What makes a king mighty? Ramses II (ca 1303–ca 1213 B.C.) recognized that diplomacy and an exhaustive public relations campaign could mitigate any military shortcomings. His celebrated building accomplishments, including the marvels at Karnak and Abu Simbel, reflected his vision of a great nation and of himself as the “ruler of rulers.” He erected more monuments and statues—and sired more children—than any other pharaoh. As a result, he has long been regarded by Egyptians as Ramses the Great and his 66-year reign is considered to be the height of Egypt’s power and glory.
It was Ramses II’s grandfather—Ramses I—who had elevated their commoner family to the ranks of royalty through his military prowess. Ramses II’s father, Seti I, secured the nation’s wealth by opening mines and quarries. He also fortified the northern frontier against the Hittites, a tribe out of modern-day Turkey. When 14-year-old Ramses II ascended the throne, the Hittites saw an opportunity to test the young king and his empire’s northern border. They invaded and took over the important trading town of Kadesh in modern-day Syria.
Ramses II led his forces to recapture Kadesh, but he was duped by spies into thinking the Hittites were far from the Egyptian camp. Instead, they were lying in wait nearby and attacked. The Egyptians were on the brink of defeat when reinforcements arrived just in the nick of time. Ramses II won that battle but he did not win the war. (Was Ramses II the Pharoah who challenged Moses?)
His battered troops withdrew from Kadesh, but Ramses wasn’t about to let a little truth tarnish his perceived triumph. On temple walls across Egypt, he ordered the creation of murals depicting him single-handedly defeating the aggressors. In reality, after years of negotiation, Ramses II eventually signed a peace treaty with the Hittites. It was the earliest peace accord whose text has survived. Among its articles, both sides agreed to extradite refugees and not exact retribution after their return. Further, they agreed to aid one another if attacked by foreign or domestic enemies. One copy of the treaty, in hieroglyphics, was carved on a stela in the temple of Karnak. A second copy, written in Akkadian on a clay tablet, was discovered in Turkey in 1906. The significance of this peace treaty is reflected in the fact that a replica of the tablet is on display at the United Nations headquarters in New York.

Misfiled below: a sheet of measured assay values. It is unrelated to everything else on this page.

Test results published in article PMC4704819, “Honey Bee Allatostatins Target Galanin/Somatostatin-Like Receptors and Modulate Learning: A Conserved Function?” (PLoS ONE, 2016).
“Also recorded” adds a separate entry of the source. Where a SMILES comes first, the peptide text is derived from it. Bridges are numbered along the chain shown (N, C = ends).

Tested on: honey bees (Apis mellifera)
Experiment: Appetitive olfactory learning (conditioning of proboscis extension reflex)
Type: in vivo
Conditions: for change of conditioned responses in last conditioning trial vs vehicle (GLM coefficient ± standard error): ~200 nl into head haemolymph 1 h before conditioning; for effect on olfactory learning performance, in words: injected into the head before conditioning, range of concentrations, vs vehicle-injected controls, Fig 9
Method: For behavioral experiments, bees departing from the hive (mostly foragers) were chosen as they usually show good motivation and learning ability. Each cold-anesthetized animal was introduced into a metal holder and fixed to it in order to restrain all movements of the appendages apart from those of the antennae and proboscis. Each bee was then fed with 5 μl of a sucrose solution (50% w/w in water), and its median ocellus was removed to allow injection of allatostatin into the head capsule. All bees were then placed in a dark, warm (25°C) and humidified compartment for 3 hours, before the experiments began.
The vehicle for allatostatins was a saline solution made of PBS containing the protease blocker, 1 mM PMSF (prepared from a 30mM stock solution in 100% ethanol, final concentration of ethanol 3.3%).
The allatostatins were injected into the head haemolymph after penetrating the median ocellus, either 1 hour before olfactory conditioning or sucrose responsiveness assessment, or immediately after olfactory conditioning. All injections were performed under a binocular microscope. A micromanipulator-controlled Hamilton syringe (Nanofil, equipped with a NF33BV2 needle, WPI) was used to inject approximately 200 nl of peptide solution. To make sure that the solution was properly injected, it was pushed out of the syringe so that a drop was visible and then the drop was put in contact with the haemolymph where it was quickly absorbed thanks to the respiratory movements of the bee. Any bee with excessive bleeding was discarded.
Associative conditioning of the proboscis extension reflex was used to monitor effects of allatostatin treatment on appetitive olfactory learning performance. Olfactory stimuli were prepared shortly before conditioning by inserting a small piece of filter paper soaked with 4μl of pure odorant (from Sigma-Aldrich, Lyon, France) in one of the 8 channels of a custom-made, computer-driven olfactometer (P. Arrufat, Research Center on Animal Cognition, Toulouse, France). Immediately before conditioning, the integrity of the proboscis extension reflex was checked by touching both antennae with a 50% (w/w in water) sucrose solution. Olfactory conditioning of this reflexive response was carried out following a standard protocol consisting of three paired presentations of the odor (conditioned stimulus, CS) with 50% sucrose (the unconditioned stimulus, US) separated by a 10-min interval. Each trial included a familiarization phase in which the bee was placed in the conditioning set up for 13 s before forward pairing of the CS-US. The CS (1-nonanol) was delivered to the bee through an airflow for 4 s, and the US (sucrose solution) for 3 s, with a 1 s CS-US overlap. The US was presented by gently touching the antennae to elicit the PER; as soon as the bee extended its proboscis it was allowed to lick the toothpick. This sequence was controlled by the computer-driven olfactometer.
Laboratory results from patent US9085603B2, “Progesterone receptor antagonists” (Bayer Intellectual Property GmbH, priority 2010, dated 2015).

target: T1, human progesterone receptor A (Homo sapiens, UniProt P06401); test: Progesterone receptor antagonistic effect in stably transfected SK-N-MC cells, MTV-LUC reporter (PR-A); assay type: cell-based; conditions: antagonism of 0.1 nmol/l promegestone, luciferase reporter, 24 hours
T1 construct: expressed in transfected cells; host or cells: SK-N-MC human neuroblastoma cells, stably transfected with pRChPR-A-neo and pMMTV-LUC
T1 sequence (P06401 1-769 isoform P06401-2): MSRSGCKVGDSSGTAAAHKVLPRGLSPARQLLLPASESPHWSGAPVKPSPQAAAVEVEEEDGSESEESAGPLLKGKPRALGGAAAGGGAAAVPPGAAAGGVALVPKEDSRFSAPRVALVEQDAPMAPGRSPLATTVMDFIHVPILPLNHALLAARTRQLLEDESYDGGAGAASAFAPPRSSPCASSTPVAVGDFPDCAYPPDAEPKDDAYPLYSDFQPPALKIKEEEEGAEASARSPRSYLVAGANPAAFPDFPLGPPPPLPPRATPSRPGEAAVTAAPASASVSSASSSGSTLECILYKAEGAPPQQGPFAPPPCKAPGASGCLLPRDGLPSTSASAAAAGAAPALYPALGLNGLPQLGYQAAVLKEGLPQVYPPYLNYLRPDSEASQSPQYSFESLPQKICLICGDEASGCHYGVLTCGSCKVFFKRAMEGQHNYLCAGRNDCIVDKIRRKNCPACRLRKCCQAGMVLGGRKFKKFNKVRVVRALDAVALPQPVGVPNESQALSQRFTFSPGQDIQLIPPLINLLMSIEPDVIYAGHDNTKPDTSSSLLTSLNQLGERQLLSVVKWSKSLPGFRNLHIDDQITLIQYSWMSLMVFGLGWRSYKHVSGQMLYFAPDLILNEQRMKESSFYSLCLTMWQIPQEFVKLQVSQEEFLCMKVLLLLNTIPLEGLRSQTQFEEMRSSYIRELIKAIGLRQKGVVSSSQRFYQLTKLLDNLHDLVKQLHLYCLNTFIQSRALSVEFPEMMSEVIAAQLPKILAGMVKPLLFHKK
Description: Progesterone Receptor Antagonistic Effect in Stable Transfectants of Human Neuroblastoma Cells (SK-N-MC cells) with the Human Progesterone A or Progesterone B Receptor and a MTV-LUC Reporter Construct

LIVING UP TO HIS GREATNESS
As a sign of diplomatic good faith, Ramses II married the eldest daughter of the Hittite king. She joined him, Nefertari (his chief queen), and his enormous family—he sired more than a hundred children—at his new capital, Per Ramessu, aptly, though audaciously, named after himself. (See inside the wedding of Ramses II and the Hittite princess.)
The wealth of Ramses II’s reign is evident in his opulent building campaign, the largest undertaken by any pharaoh. The temples at Karnak and Abu Simbel are among Egypt’s greatest wonders. His funerary temple, the Ramesseum, contained a massive library of some 10,000 papyrus scrolls. He honored both his father and himself by completing temples at Abydos.
For all of Ramses II’s efforts to ensure his legacy would live on, there was one testament to his power he could not have foreseen. After his death, nine subsequent pharaohs took his name upon ascending the throne, solidifying his stature as “the great” among Egypt’s rulers. (Read why the mummy of Ramses II was issued a modern passport.)
Abu Simbel, monumental temple
Ramses II wanted there to be absolutely no question which pharaoh had built the magnificent temple at Abu Simbel. At its entrance, four 60-plus-foot-tall seated statues of him serve as sentries. Dedicated to the sun gods, the temple extends 185 feet into its cliff via a series of three towering halls. Scenes depict Ramses II at the Battle of Kadesh as well as the pharaoh and his principal wife, Nefertari, making offerings to the sun gods. Ramses ordered a second, smaller temple built nearby for Nefertari.
Because of its remote location, Abu Simbel went undiscovered until 1813. In 1959, when the construction of the Aswan High Dam threatened to flood the site, UNESCO embarked on an unprecedented, 20-year rescue effort that relocated both Abu Simbel temples—stone by stone—to higher ground some 200 feet farther up the cliff.
Among the more than 100-plus offspring of Ramses II, Prince Khaemwaset truly stands apart. He held the prestigious post of high priest of Ptah, the patron god of Memphis. Bas-reliefs depict him in his important duty of tending the tomb of Ptah’s sacred Apis bulls in the underground complex known as the Serapeum.
Khaemwaset’s larger legacy is his groundbreaking role as one of the first known archaeologists. He was entranced by the thousand-year-old landmarks from the Old Kingdom that surrounded him in Memphis. He inspected and restored several temples and pyramids. At each restoration, he inscribed the names and titles of the building’s original “owners,” as well as his and his father’s names. A millennium after his death, he was revered as a scholar and featured in a series of stories about his accomplishments.